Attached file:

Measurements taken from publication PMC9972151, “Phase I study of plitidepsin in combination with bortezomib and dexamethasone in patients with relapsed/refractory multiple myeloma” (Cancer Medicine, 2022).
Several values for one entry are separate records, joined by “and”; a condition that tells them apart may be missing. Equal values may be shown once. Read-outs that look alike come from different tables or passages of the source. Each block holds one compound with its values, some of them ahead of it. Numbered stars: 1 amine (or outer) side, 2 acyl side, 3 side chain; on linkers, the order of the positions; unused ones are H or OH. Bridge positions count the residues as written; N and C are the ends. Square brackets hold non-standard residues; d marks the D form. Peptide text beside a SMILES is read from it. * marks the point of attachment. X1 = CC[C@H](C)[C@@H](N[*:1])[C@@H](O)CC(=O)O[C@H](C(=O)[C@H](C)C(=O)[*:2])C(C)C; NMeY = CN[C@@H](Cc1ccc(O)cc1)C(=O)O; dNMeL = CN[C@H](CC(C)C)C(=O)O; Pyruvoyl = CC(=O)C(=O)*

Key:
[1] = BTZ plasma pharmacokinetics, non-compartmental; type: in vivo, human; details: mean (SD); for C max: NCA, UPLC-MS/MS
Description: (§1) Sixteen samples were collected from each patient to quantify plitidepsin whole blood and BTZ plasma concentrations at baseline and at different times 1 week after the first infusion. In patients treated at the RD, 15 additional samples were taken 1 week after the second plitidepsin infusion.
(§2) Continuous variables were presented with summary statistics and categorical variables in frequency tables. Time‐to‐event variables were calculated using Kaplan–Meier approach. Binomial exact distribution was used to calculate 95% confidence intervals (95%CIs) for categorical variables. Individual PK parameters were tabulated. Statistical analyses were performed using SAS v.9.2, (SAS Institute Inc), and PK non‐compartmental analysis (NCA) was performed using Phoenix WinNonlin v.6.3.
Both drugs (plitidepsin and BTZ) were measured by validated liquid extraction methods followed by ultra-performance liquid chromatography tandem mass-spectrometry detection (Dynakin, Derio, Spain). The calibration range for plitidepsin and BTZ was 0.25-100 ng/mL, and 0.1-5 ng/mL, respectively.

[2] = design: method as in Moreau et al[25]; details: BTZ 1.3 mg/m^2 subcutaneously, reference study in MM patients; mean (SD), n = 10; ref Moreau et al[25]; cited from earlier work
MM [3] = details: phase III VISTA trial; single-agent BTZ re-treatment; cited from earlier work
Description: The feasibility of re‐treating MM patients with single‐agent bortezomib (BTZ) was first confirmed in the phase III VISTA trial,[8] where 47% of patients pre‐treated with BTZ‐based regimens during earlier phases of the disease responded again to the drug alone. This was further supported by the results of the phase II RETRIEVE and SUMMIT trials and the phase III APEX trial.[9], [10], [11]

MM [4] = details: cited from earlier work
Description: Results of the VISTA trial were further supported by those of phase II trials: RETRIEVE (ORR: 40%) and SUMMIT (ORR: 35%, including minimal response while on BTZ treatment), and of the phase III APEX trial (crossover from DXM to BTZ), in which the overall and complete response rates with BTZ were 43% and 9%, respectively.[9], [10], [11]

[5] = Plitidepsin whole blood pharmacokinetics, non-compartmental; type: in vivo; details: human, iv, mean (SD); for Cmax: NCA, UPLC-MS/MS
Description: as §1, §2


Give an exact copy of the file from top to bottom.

Measurements taken from publication PMC9972151, “Phase I study of plitidepsin in combination with bortezomib and dexamethasone in patients with relapsed/refractory multiple myeloma” (Cancer Medicine, 2022).
Several values for one entry are separate records, joined by “and”; a condition that tells them apart may be missing. Equal values may be shown once. Read-outs that look alike come from different tables or passages of the source. Each block holds one compound with its values, some of them ahead of it. Numbered stars: 1 amine (or outer) side, 2 acyl side, 3 side chain; on linkers, the order of the positions; unused ones are H or OH. Bridge positions count the residues as written; N and C are the ends. Square brackets hold non-standard residues; d marks the D form. Peptide text beside a SMILES is read from it. * marks the point of attachment. X1 = CC[C@H](C)[C@@H](N[*:1])[C@@H](O)CC(=O)O[C@H](C(=O)[C@H](C)C(=O)[*:2])C(C)C; NMeY = CN[C@@H](Cc1ccc(O)cc1)C(=O)O; dNMeL = CN[C@H](CC(C)C)C(=O)O; Pyruvoyl = CC(=O)C(=O)*

Key:
[1] = BTZ plasma pharmacokinetics, non-compartmental; type: in vivo, human; details: mean (SD); for C max: NCA, UPLC-MS/MS
Description: (§1) Sixteen samples were collected from each patient to quantify plitidepsin whole blood and BTZ plasma concentrations at baseline and at different times 1 week after the first infusion. In patients treated at the RD, 15 additional samples were taken 1 week after the second plitidepsin infusion.
(§2) Continuous variables were presented with summary statistics and categorical variables in frequency tables. Time‐to‐event variables were calculated using Kaplan–Meier approach. Binomial exact distribution was used to calculate 95% confidence intervals (95%CIs) for categorical variables. Individual PK parameters were tabulated. Statistical analyses were performed using SAS v.9.2, (SAS Institute Inc), and PK non‐compartmental analysis (NCA) was performed using Phoenix WinNonlin v.6.3.
Both drugs (plitidepsin and BTZ) were measured by validated liquid extraction methods followed by ultra-performance liquid chromatography tandem mass-spectrometry detection (Dynakin, Derio, Spain). The calibration range for plitidepsin and BTZ was 0.25-100 ng/mL, and 0.1-5 ng/mL, respectively.

[2] = design: method as in Moreau et al[25]; details: BTZ 1.3 mg/m^2 subcutaneously, reference study in MM patients; mean (SD), n = 10; ref Moreau et al[25]; cited from earlier work
MM [3] = details: phase III VISTA trial; single-agent BTZ re-treatment; cited from earlier work
Description: The feasibility of re‐treating MM patients with single‐agent bortezomib (BTZ) was first confirmed in the phase III VISTA trial,[8] where 47% of patients pre‐treated with BTZ‐based regimens during earlier phases of the disease responded again to the drug alone. This was further supported by the results of the phase II RETRIEVE and SUMMIT trials and the phase III APEX trial.[9], [10], [11]

MM [4] = details: cited from earlier work
Description: Results of the VISTA trial were further supported by those of phase II trials: RETRIEVE (ORR: 40%) and SUMMIT (ORR: 35%, including minimal response while on BTZ treatment), and of the phase III APEX trial (crossover from DXM to BTZ), in which the overall and complete response rates with BTZ were 43% and 9%, respectively.[9], [10], [11]

[5] = Plitidepsin whole blood pharmacokinetics, non-compartmental; type: in vivo; details: human, iv, mean (SD); for Cmax: NCA, UPLC-MS/MS
Description: as §1, §2